Monday 16 April 2007 12.44pm
As someone who: a. uses a personal trainer; b. runs a local marketing agency; and c. used to work in the internal comms department for an investment bank I think I can provide some useful answers to your questions:
Do you think that there would be many potential personal training clients in the SE1 area that want home, office or training outdoors (along the Thames)?
Absolutely! The area is full of executive flats and has several large corporates based here - indicating that there's plenty of spare cash floating around in the area for services such as yours.
If yes, what is the best way to reach them (i.e. what papers do you read or other areas you look to find local services)?
There's a local monthly magazine, called Reach, which I write for and which is delivered to all the ABC1 homes and businesses in SE1 - you may have seen free copies in local bars. That would be a very good place to advertise. Even better if you can get some editorial coverage for your business. And not just in Reach - I'm sure the London daily papers must be looking for content all the time.
When I was looking for a personal trainer a few years ago, what really struck me was that none of them advertised online. Based on my own trainer, I'd say this is because, not being office types, trainers aren't as web-savvy as their potential clients. Given that most trainers advertise through the gyms they're based at, I think it would be imperative for a gym-less training service to have a web presence.
A very good way of drumming up services would be to build relationships with some of the larger financial type businesses in the area (Price Waterhouse and Ernst & Young spring to mind) - perhaps by offering a deal to their employees. I used to work in the employee comms team of a major investment bank in the city and businesses were always getting free publicity on the company intranet and posters in the office.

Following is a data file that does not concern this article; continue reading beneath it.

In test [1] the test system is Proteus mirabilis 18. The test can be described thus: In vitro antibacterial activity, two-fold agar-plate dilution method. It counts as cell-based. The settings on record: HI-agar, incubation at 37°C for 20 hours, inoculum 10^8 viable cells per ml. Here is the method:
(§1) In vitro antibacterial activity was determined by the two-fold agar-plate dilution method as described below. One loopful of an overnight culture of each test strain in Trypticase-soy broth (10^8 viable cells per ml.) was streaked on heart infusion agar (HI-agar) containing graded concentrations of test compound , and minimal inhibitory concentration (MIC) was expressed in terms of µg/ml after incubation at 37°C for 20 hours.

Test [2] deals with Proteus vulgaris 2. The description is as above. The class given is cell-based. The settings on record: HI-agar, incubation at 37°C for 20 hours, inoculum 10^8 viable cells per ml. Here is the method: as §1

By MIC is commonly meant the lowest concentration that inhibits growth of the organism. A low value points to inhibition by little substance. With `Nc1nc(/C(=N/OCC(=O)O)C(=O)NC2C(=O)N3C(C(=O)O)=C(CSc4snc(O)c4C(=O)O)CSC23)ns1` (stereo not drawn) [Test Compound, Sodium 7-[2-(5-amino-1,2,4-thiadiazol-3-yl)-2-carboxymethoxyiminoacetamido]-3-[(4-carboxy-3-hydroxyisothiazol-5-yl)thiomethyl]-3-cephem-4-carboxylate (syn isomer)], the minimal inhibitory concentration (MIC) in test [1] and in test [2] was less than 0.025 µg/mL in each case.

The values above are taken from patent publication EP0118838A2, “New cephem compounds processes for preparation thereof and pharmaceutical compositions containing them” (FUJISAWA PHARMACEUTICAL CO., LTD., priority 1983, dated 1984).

Of course, the SE1 site itself is a good port of call for local information. Get people talking in positive terms about your service and you'll open up a nice seam of business there. (But you need to be careful - they pounce on anyone who seems to be promoting a service without being open about their affiliations!)
Do you know or go to any non-gym based trainers locally? Are you happy with their services? Why or why not? Finally, we are planning to charge around £40 a session (hour long) with discounts if you buy multiple sessions - is this a reasonable price for this area?
If I didn't have such a great relationship with my trainer I would definitely consider the service. I pay her £40 an hour, so that seems quite reasonable. That said, that money covers the rental for the gym she trains me in, so it depends on whether you'd be able to provide equipment for weights-based training.
Hope this helps. If you'd like any further help with your advertising/PR, please do get in touch. As I said, I run a small local agency that does design and copy for print and online communications - and I'm sure we could help you get the most of your advertising budget. Visit our homepage if you're interested: www.daccreative.co.uk.